In this post, I will explain how to provision Azure Static WebApp with .NET Interactive (Visual Studio Code) and Pulumi Automation API.
In the follow-up post, I will extend the notebook to cover frequent web app dependencies like API app function, custom domains, etc.
I'm using the React preset (with plain dist), but you can easily adjust the notebook to other static websites build flavors.
You can download the full notebook here.
To run the notebook you need to have a basic knowledge of Pulumi (CLI must be installed and Pulumi Access Token set)
Learning Infrastructure as a Code (Pulumi, Terraform, Bicep, Arm templates,...) is an investment.
As with any code, IaC is a liability that we must maintain. Also, the underlying architecture must be clear for each team member who touches it. The decision to use it is not an easy tradeoff.
Often we deploy to the cloud only pretty simple resources. It could be significantly easier to create them via portal and just ... forget. We can think about potential growth and security aspects when it happens. It is all good.
However, IaC is not only about automation (speed & robustness). It is about disaster recovery too. Let's first talk about the subject we do cover.
Azure Static Web App
Azure Static WebApp is one of the best options in regards to cost and involved operations to host a web application. It also leverages DevOps well by supporting GitHub actions.
It means that by creating a resource we also seamlessly run a workflow to deploy the code from the repository in one shot.
It is a fast process and doing it via portal requires just a few fields:
Of course, to get a more grained set up you have to add proper settings after the provisioning (custom domain, API,...)
So unless our web app is not a part of a wider solution, using the IaC may be overkill for those who need to learn it first.
Automation Provisioning = Disaster Recovery
Unfortunately despite all of these static web app benefits, I do often encounter troubles with github actions after the initial application deployment. I'm getting completely unclear messages and in order to apply new code changes (which may be critical) I have to reprovision this Azure resource.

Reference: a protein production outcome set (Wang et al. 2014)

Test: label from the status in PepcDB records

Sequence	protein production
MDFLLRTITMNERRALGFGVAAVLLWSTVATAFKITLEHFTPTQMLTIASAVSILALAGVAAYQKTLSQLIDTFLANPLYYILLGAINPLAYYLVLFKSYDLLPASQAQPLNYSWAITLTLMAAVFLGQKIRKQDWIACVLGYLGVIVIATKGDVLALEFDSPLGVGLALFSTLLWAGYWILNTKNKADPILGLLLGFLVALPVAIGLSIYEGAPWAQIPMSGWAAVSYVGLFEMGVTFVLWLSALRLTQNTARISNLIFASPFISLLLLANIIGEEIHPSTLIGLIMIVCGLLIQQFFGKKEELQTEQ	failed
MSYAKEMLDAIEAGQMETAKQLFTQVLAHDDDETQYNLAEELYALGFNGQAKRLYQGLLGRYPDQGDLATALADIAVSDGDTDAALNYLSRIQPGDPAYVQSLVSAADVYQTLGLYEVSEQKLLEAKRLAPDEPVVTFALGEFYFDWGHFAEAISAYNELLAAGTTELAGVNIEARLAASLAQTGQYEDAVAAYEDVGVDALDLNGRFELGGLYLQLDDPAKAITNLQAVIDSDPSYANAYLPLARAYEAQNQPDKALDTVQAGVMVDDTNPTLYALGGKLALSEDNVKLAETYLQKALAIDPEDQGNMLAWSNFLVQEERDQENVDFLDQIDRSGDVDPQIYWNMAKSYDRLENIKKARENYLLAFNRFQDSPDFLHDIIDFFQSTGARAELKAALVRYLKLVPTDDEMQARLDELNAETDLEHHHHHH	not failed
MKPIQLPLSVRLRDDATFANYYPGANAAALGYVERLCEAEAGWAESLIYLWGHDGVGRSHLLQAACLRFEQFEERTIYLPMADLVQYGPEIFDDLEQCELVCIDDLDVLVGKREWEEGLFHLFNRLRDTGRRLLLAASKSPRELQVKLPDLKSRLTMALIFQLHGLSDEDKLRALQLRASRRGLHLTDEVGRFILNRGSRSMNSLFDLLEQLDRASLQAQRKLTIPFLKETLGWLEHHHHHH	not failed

It is not as easy as it sounds when web app is connected to API or uses networking. Deleting all dependencies may be a burden, especially if we want to keep the same namings.
In such situations, I would like to recreate it by running a program/notebook with a language I know well.
.NET Interactive & Pulumi Automation API
With .NET Interactive we can run C# (F#, Powershell, Kusto, SQL) from the notebook which makes the process nice, clean and composable with other actions that we can do earlie or later.
Obviously, Pulumi does not come with .NET Interactive, however to use it we only need to load some nuget packages
While working with Pulumi (or Terraform), I tend to write a code as I would have had many subscriptions in place for each environment (even if I only have one subscription and I start with one environment). It always pays me off later.
Pulumi enables (at least) two ways to name the resources
The first one helps with name conflicts, soft-deletion, zero-downtime deployments (to name a few) but as a side effect produces enigmatic names. It is not always only a personal decision to select proper naming (can be enforced by Enterprise Architectures or so on) however I tend to use the second option.
In order to use it clearly, all my namings are built up similar to:
Flaging environment (dev/qa/stage/demo/whatever) can also impact the resources inputs:
For Static WebApp we need GitHub credentials which can be kept in a notebook or workspace, depending on where you keep/store the notebook etc.
Note that GitHub token should has right to operate on Github workflows
You also need to configure Pulumi Automation API. It needs some information as it would have been a standard project:
Now it is finally a time for the main dish.
Lets configure Pulumi to create Web App per our needs.
Lets run the program:
In case you were only playing around , you can delete the resource by:
After reading this post you may consider using .NET Interactive & Pulumi API for your ad-hoc provisioning needs or to enable users of your (open source) project to create needed infrastructure and host a copy of the product.